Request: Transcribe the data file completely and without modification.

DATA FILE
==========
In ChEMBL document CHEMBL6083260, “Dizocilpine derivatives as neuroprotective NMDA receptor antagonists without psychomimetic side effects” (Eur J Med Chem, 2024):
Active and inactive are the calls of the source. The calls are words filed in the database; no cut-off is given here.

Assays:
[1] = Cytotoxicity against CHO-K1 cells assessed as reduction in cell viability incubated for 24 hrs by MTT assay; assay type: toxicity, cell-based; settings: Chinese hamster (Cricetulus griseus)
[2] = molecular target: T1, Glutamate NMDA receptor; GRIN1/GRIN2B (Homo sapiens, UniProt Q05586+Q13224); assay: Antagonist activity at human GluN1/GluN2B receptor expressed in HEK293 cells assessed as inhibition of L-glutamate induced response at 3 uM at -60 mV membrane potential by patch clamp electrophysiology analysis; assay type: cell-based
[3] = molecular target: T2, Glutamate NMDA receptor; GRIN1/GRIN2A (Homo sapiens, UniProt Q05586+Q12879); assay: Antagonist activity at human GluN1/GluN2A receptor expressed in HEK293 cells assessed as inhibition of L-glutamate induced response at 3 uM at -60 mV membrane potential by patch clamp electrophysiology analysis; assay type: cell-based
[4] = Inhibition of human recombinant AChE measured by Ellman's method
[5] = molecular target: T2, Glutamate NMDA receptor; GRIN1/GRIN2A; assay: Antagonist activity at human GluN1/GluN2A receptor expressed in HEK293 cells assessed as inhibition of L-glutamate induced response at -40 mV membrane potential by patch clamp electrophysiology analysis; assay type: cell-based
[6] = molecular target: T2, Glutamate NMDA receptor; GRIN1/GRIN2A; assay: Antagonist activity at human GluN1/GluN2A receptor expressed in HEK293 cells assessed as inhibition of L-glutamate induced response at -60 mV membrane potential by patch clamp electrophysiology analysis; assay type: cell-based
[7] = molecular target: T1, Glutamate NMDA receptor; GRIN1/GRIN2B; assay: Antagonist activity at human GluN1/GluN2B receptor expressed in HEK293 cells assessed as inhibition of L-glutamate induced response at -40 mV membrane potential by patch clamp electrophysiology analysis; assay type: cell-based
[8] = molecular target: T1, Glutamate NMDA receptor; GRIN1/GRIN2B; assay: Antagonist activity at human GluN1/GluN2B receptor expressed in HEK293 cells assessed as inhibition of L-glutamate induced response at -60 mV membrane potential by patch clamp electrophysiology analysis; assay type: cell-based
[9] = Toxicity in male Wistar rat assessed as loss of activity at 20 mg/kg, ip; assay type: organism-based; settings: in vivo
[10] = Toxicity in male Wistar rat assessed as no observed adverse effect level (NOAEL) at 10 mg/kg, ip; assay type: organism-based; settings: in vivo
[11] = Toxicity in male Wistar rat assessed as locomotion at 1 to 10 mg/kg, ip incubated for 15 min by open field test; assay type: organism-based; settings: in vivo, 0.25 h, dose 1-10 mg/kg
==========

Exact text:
In ChEMBL document CHEMBL6083260, “Dizocilpine derivatives as neuroprotective NMDA receptor antagonists without psychomimetic side effects” (Eur J Med Chem, 2024):
Active and inactive are the calls of the source. The calls are words filed in the database; no cut-off is given here.

Assays:
[1] = Cytotoxicity against CHO-K1 cells assessed as reduction in cell viability incubated for 24 hrs by MTT assay; assay type: toxicity, cell-based; settings: Chinese hamster (Cricetulus griseus)
[2] = molecular target: T1, Glutamate NMDA receptor; GRIN1/GRIN2B (Homo sapiens, UniProt Q05586+Q13224); assay: Antagonist activity at human GluN1/GluN2B receptor expressed in HEK293 cells assessed as inhibition of L-glutamate induced response at 3 uM at -60 mV membrane potential by patch clamp electrophysiology analysis; assay type: cell-based
[3] = molecular target: T2, Glutamate NMDA receptor; GRIN1/GRIN2A (Homo sapiens, UniProt Q05586+Q12879); assay: Antagonist activity at human GluN1/GluN2A receptor expressed in HEK293 cells assessed as inhibition of L-glutamate induced response at 3 uM at -60 mV membrane potential by patch clamp electrophysiology analysis; assay type: cell-based
[4] = Inhibition of human recombinant AChE measured by Ellman's method
[5] = molecular target: T2, Glutamate NMDA receptor; GRIN1/GRIN2A; assay: Antagonist activity at human GluN1/GluN2A receptor expressed in HEK293 cells assessed as inhibition of L-glutamate induced response at -40 mV membrane potential by patch clamp electrophysiology analysis; assay type: cell-based
[6] = molecular target: T2, Glutamate NMDA receptor; GRIN1/GRIN2A; assay: Antagonist activity at human GluN1/GluN2A receptor expressed in HEK293 cells assessed as inhibition of L-glutamate induced response at -60 mV membrane potential by patch clamp electrophysiology analysis; assay type: cell-based
[7] = molecular target: T1, Glutamate NMDA receptor; GRIN1/GRIN2B; assay: Antagonist activity at human GluN1/GluN2B receptor expressed in HEK293 cells assessed as inhibition of L-glutamate induced response at -40 mV membrane potential by patch clamp electrophysiology analysis; assay type: cell-based
[8] = molecular target: T1, Glutamate NMDA receptor; GRIN1/GRIN2B; assay: Antagonist activity at human GluN1/GluN2B receptor expressed in HEK293 cells assessed as inhibition of L-glutamate induced response at -60 mV membrane potential by patch clamp electrophysiology analysis; assay type: cell-based
[9] = Toxicity in male Wistar rat assessed as loss of activity at 20 mg/kg, ip; assay type: organism-based; settings: in vivo
[10] = Toxicity in male Wistar rat assessed as no observed adverse effect level (NOAEL) at 10 mg/kg, ip; assay type: organism-based; settings: in vivo
[11] = Toxicity in male Wistar rat assessed as locomotion at 1 to 10 mg/kg, ip incubated for 15 min by open field test; assay type: organism-based; settings: in vivo, 0.25 h, dose 1-10 mg/kg